(Only correct responses shown.)
ax: 0 [21%]
ay: negative [54%]

Describe a situation with a negative starting angle of elevation θ for projectile motion.
"A car going down a ramp which angle is in the fourth quadrant."

"Releasing a bowling ball into the bowling lane; it has a fast positive horizontal velocity component and slow negative vertical velocity component, creating a negative angle when it leaves your hand."

"A gun is fired from a building to the street below."

"I am unsure of an example and could benefit from going over this."

"I don't understand the question. If you could address it in class that would be much appreciated!"

"When the Night's Watch is shooting an arrow from the wall down to the wildlings." (#winteriscoming)

"When Frodo threw the ring down into Mt. Doom, the ring hag a negative starting angle of elevation heading into the fiery pit of evil." (Don't forget Gollum also fell with a negative starting angle of elevation into the depths of Mt. Doom. #somethingsthatshouldnothavebeenforgottenwerelost)

Identify the type of interaction ("force") with its symbol. (Only correct responses shown.)
Weight ("gravitational force") : w [81%]
Surface contact force ("normal force"): N (or FN) [85%]
Tension ("rope/cable/string force"): T [94%]
Kinetic friction ("sliding force," or "sliption"): fk [85%]
Static friction ("sticking force," or "stiction"): fs [87%]

Ask the instructor an anonymous question, or make a comment. Selected questions/comments may be discussed in class.
"Why do we take the square root of the sum of the squared horizontal components and vertical components to find a vector magnitude?" (Pythagorean theorem; the magnitude is the hypotenuse of a right triangle with the horizontal and vertical components as its sides.)

"I was wondering if there is an equation sheet we plug knowns and unknowns into like the past. Some of those formulas became very complex." (Yes, the horizontal and vertical kinematic equations will be given to you for the next quiz.)

The material seems easy, but the in-class approach can be confusing."

"I like how the process we go through to find givens, unknowns and what to solve for in the list of five."

"I would really like you to do more lecturing in class and less practice quizzes and worksheets."

"Possibly more review on projectile motion and being sure of which equation/which variables we want to solve for."

"Could we go over questions that use all of these variables in class?"

"Can you explain the angles and components a bit more in-depth or go over it with a few more examples? I feel like we didn't have enough time to get the idea in."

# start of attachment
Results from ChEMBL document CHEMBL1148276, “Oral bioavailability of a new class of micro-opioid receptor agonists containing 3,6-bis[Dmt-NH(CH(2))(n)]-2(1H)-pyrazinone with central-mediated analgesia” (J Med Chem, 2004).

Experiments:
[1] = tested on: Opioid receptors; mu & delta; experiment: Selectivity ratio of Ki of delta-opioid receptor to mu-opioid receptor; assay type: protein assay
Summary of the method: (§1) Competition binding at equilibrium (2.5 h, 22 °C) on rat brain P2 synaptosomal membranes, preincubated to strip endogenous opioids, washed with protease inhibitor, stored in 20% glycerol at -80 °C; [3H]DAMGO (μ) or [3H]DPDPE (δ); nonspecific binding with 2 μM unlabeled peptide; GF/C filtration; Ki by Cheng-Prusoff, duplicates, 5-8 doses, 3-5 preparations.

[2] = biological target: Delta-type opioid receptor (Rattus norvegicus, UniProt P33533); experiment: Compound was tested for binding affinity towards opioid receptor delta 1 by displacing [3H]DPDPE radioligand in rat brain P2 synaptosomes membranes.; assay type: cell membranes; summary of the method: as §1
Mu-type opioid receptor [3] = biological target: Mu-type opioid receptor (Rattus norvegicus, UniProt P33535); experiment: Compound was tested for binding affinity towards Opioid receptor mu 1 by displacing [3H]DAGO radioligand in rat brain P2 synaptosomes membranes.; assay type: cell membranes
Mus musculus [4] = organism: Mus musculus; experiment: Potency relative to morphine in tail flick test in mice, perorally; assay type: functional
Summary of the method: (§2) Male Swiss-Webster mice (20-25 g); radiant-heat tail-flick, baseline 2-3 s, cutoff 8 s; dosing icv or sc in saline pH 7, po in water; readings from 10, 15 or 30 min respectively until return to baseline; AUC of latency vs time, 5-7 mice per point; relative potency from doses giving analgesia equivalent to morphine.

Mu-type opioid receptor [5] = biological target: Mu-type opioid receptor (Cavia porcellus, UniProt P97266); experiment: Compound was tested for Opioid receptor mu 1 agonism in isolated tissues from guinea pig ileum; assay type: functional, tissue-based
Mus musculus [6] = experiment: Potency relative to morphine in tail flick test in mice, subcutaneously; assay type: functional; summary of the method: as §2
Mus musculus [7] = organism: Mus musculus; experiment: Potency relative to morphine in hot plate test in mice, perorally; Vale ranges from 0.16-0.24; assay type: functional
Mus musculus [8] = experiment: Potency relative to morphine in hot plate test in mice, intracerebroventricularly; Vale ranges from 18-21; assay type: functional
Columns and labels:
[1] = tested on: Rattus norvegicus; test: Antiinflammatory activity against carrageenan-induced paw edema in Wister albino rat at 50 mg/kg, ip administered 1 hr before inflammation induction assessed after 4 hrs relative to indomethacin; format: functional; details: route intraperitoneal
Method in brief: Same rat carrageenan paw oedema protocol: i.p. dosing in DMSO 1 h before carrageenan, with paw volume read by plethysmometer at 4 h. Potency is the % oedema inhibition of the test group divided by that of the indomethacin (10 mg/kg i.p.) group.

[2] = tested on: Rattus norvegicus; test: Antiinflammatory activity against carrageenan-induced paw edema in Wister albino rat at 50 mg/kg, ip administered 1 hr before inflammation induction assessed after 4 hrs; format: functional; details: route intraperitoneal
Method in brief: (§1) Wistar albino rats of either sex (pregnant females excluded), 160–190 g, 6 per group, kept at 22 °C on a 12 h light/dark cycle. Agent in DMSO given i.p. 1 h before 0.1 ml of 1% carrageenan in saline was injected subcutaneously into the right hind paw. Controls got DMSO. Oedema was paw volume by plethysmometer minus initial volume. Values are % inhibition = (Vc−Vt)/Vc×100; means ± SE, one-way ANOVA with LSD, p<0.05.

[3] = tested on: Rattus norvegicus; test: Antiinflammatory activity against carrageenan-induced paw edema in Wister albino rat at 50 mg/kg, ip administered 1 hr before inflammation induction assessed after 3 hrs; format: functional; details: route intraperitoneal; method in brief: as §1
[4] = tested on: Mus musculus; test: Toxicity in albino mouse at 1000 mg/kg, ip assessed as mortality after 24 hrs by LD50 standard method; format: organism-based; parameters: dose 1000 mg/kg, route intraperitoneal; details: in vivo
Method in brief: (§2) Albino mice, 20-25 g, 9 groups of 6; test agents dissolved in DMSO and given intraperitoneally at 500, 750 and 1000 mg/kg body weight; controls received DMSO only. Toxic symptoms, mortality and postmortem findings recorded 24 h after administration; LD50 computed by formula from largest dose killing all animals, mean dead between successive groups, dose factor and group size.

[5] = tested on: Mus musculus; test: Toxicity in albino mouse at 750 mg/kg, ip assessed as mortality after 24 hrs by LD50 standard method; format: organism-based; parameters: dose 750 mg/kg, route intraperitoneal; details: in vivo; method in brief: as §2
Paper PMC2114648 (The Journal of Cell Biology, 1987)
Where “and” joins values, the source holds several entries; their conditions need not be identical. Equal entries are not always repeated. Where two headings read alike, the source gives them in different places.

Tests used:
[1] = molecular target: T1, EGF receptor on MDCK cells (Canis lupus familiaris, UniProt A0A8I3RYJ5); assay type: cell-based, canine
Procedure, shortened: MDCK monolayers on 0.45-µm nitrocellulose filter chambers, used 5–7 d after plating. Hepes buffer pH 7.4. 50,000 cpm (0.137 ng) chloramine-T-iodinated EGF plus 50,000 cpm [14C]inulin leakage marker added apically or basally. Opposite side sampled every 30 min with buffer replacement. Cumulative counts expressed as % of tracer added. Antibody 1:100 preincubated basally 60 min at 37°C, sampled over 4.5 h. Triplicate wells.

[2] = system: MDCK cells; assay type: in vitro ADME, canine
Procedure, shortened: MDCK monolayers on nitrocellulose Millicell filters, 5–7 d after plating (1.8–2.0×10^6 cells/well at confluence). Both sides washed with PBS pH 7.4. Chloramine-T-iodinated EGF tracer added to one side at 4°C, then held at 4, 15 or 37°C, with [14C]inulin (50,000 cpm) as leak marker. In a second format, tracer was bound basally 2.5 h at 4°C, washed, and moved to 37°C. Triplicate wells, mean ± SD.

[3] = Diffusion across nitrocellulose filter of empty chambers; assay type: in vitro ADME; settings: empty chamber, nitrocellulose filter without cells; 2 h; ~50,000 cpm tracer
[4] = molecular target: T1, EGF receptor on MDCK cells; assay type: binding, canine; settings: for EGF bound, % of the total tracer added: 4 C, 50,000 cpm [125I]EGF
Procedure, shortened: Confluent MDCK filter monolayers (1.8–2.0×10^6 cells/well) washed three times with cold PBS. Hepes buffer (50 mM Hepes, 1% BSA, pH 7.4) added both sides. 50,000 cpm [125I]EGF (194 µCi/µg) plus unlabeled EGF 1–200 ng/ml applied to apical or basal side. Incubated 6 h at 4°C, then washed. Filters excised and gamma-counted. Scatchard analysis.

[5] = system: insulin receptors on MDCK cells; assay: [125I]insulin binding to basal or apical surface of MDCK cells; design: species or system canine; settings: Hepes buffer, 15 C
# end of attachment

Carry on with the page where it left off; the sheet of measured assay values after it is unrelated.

"Can we use the blog to find more related problems to practice on?" (I've pretty much linked to all the old quiz questions that are on the blog with worked-out solutions that are worth doing for homework. If you really to see all the quizzes posted from previous semesters (which don't all have answers given), then you can click on (or search for) the tag "physics quiz archive," and just keep scrolling down the page, backwards into time.)

"How useful is doing calculations in ideal situations when in real life air resistance gets in the way of things?" (Well, ignoring air resistance would get you numerical results that would only be approximately correct; but realistically bigger uncertainties would probably come from not being able to precisely measure the experimental direction and speed of the initial velocity vector, etc.)

"If we imagine that gravity doesn't exist on Earth and we launch something horizontally, would it keep going straight until it crashes on another object? But if there is no gravity in the space, why do shooting stars are falling?" ((1) Yes, if we could turn off gravity. (2) But Earth exerts gravity everywhere around it, even in space, so it can still pull in meteoroids (small rocky debris) into the atmosphere, where they'll burn up as meteors ("shooting stars"). Bonus fact: surviving fragments found on the ground are meteorites.)

"In an orbit, what do we consider our starting and ending points if the object is in continuous motion?" (For something like that, you would pick an arbitrary starting point, and then your ending point would be just a fraction of a second later from that, and analyze its change in motion. Then you would consider that your new starting point, and then your ending point would be just a fraction of a second later from that, so you would re-calculate its change in motion. And so on. So basically, this is essentially vector calculus, differentiating and integrating over time (step-by-step) over each part of the orbital path.)

"The 'launched diagonally' car was CGI, obviously."

"I really enjoy your positive attitude towards physics." (Let's see if I can maintain that for the next sixty semesters until I can retire from teaching. #sixtysemestersuntilretirement)